The fate of the world is in their hands. God help us all.
CIA agent Pillbox is mysteriously murdered while on a secret assignment. The CIA comes upon a brilliant solution: they will find an exact double to replace Pillbox. Their man: Bob Wilson (John Ritter), a wimpy insurance agent. The CIA assigns their best agent Nick Pirandello (James Belushi) to recruit Wilson and show him the ropes. Through a series of strange circumstances, Pirandello tells Wilson that the fate of the world relies on a group of aliens getting a glass of water by the end of the week in exchange for a potential weapon.
Real Men was barely released theatrically. The distributor, United Artists, was still suffering the aftereffects of the Heaven's Gate fiasco and financial troubles were still in full force. It's a shame they couldn't lend more support to the final product, since Real Men is a slight but very entertaining comedy. It doesn't always succeed, but the film never fails to provide a smile throughout its brief 85-minute running time.
The film has echoes of The In-Laws (1979), which was one of the funniest films ever made. Real Men doesn't even come close to approaching the manic hilarity of the earlier film. However, there are some inspired moments to be found. Examples include Ritter's seduction at the hands of one of Belushi's relatives, and a moment when Ritter thinks his finger can shoot real bullets. The plot is admittedly silly and absurd, but the very idea that aliens would travel millions of miles to Earth just for a glass of water requires suspension of belief and for the most part, we go along with the ride. I did and I had a good time watching this.
Film buffs take note: This film uses the gag about the tabloids containing accurate information about aliens before Men in Black even existed! Belushi's lines and payoff of this gag are worth the price of a rental.
John Ritter and James Belushi have good comic chemistry together, although both have been better before and after Real Men. Belushi is especially funny when he nonchalantly breaks one bit of bad news after another to a panic ridden Ritter. Ritter at first doesn't have much to do, but he builds on the situation and delivers a subtle comic performance. Plus, he hadn't lost his touch for slapstick. What a shame that John Ritter is no longer with us. Just imagine: with a bigger budget and better distribution, what a follow-up he and Belushi could have done together.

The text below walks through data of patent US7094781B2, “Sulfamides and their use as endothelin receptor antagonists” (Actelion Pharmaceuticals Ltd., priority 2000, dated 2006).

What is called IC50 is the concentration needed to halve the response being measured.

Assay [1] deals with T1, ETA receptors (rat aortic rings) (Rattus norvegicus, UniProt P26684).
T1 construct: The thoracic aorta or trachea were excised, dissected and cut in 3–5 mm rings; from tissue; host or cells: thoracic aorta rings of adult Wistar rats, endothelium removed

MGM continues to irritate us by giving some films full frame transfers. Real Men was composed and shot in 1.85:1 and a widescreen version should have been offered, perhaps on a double-sided disc. Popi and The Couch Trip received similar treatment, and despite the low price, I find it hard to recommend a purchase for this disc. The full frame transfer is loaded with grain and minor artifacts. Colors look subdued and faded, which, unless it was the intent of the filmmakers, shouldn't be, especially for a film that was made in 1987. MGM has earned a special place in my heart and wallet for their reasonable prices and usual good product, but the full frame policy needs reevaluation. The main attraction of DVD is the ability to see our favorite movies in their original aspect ratio and I hope MGM pays close attention.
The sound is a little better. MGM offers us Dolby Digital 2.0 mono in your choice of English or Spanish, the score and dialogue sound clear and fresh throughout the feature.
Extras are limited to a full frame theatrical trailer, which is funny and very much worth seeing.
Even with the low retail price of $14.99, I cannot recommend a purchase. A rental is a good idea, however. Give it a chance and you'll find an entertaining comedy that didn't get a fair chance.
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